Blastomere biopsy, the process by which a single cell is taken from the embryo for genetic testing, seems safe, but no long-term studies are available to exclude later problems from the procedure itself. In medical research, when new therapies are tested on human subjects, the welfare of the patient is a paramount concern. However, with in vitro fertilization, blastomere biopsy, and genetic screening, the embryos are not considered human subjects even though they are the earliest forms of childhood development and the beginning of lives whose health and well-being will later be a concern to all. Safety for the embryo must be a vital concern.

Our culture has generally considered parents to be the best judges of the welfare of their offspring, but even this has limits. Children are weak and vulnerable; they require protection from abuse and negligence. The ability for parents to choose which offspring die and which live and what traits they will manifest is an awesome responsibility. The President’s Council of Bioethics recently noted that

With genetic screening, procreation begins to take on certain aspects of the idea—if not the practice—of manufacture, the making of a product to a specified standard. The parent—in partnership with the IVF doctor or genetic counselor—becomes in some measure the master of the child’s fate, in ways that are without precedent . . . Today, parents using PGD take responsibility for selecting for birth children who will not be chronically sick or severely disabled; in the future, they might also bear responsibility for picking and choosing which “advantages” their children shall enjoy. Such an enlarged degree of parental control over the genetic endowments of their children cannot fail to alter the parent-child relationship. Selecting against disease merely relieves the parents of the fear of specific ailments afflicting their child; selecting for desired traits inevitably plants specific hopes and expectations as to how their child might excel. More than any child does now, the “better” child may bear the burden of living up to the standards he was “designed” to meet. The oppressive weight of his parents’ expectations—resting in this case on what they believe to be undeniable biological facts—may impinge upon the child’s freedom to make his own way in the world.4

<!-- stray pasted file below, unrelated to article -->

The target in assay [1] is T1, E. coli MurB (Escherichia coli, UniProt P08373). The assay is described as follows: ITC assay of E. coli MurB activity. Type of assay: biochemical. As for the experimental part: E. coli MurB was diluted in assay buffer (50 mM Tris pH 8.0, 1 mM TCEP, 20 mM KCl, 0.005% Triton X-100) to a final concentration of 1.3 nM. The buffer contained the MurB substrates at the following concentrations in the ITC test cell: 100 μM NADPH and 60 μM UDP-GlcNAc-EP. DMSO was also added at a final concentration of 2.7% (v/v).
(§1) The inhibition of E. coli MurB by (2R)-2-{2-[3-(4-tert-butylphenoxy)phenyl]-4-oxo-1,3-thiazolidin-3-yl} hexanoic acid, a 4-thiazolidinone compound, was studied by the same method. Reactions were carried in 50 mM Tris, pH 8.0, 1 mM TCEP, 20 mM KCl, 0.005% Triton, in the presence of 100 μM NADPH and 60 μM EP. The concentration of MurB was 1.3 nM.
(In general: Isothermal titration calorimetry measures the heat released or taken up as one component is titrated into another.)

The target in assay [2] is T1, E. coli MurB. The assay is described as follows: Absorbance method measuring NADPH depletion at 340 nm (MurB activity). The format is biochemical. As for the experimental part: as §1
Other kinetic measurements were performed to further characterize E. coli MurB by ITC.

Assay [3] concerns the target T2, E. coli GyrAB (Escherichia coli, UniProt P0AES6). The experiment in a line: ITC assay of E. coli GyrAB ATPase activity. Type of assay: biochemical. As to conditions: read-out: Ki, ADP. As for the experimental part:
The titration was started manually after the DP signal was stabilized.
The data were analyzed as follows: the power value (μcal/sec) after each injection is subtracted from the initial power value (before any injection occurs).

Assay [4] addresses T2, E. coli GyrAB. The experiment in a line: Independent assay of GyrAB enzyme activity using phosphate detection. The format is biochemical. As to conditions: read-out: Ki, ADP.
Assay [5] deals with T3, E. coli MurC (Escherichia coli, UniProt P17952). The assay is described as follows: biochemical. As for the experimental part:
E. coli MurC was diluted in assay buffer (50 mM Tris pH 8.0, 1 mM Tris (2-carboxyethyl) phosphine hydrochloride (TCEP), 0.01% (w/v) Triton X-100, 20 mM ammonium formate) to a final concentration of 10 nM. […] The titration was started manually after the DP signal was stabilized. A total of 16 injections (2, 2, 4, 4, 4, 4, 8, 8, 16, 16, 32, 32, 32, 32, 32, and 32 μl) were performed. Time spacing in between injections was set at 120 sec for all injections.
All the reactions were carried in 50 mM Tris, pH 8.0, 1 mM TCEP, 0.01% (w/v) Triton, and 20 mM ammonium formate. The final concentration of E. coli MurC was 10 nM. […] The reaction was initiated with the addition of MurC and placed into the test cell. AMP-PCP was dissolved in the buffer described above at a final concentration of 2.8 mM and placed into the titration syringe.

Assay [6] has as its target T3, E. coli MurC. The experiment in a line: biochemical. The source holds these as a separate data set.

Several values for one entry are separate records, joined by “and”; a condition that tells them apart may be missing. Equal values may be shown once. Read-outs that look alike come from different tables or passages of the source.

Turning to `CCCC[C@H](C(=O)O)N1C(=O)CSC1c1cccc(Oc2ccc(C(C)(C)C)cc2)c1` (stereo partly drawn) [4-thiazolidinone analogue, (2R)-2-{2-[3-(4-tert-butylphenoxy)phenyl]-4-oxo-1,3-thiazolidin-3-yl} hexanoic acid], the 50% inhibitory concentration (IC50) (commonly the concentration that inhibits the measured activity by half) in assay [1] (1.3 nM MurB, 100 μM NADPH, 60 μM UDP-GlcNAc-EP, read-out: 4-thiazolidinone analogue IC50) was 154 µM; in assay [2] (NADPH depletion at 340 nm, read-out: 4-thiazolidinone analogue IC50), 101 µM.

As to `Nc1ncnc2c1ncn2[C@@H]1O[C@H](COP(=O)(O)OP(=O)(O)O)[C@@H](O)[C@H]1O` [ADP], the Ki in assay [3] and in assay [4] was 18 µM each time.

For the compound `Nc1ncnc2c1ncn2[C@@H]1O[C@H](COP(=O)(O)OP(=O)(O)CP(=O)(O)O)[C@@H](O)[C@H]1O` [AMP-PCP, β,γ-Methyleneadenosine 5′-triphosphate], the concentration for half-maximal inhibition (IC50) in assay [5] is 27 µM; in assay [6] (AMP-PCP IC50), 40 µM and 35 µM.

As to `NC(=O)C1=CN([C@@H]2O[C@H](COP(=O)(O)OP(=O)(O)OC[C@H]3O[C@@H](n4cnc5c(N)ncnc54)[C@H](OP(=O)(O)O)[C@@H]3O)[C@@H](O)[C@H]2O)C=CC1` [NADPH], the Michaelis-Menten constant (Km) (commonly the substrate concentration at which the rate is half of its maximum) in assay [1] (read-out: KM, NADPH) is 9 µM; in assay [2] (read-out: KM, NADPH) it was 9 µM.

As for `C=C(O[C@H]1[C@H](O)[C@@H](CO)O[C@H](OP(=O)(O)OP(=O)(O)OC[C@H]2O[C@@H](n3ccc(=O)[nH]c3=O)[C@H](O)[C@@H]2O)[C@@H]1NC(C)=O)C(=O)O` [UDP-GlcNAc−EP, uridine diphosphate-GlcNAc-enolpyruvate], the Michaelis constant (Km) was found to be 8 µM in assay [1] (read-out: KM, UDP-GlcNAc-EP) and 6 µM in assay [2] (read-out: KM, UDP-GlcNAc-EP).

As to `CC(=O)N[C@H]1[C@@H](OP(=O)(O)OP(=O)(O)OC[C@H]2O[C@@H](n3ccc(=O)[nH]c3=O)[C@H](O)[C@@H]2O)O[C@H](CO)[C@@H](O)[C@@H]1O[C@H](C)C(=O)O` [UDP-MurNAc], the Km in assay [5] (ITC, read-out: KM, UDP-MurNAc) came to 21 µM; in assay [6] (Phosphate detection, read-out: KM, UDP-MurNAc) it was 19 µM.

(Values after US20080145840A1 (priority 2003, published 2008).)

These concerns for tomorrow begin with Joshua’s parents today. The proposal is to select purposefully a child solely for his ability to provide a donor source for another child.5 Creating life primarily to serve someone else, especially when the other life may be rejected and destroyed for the simple reason that it did not meet the parents’ needs, is an action that should always be condemned. CBHD


1 Wickramasinghe SN, McCullough J: Blood and Bone Marrow Pathology. Churchill-Livingstone, 2003.

2 See Willig TN, Gazda H, Sieff CA: Diamond Blackfan Anemia. Curr Opin Hematol. 2000 Mar; 7(2): 85-94. Da Costa L, Willig TN, Fixler J, Mohandas N, Tchernia G: Diamond Blackfan Anemia Curr Opin Pediatr. 2001 Feb; 13(1): 10. Dianzani I, Garelli E, Ramenghi U: Diamond Blackfan Anemia. Paediatr Drugs 2000 Sep-Oct; 2(5): 345-55.

3 Collins F: Genetic Enhancements: Current and Future Prospects. Presentation at the December 2002 meeting of the President’s Council on Bioethics, Washington, D.C. Transcript available on Council’s web site at www.bioethics.gov.

4 President’s Council on Bioethics: Beyond Therapy—Biotechnology and the Pursuit of Happiness. Available at Council web site at www.bioethics.gov.

5 Verlinsky Y, Rechitsky S, Sharapove T, Kuliev A, et al.: Preimplantation Genetic Testing. JAMA 2004 May 5; 291(17): 2125-6.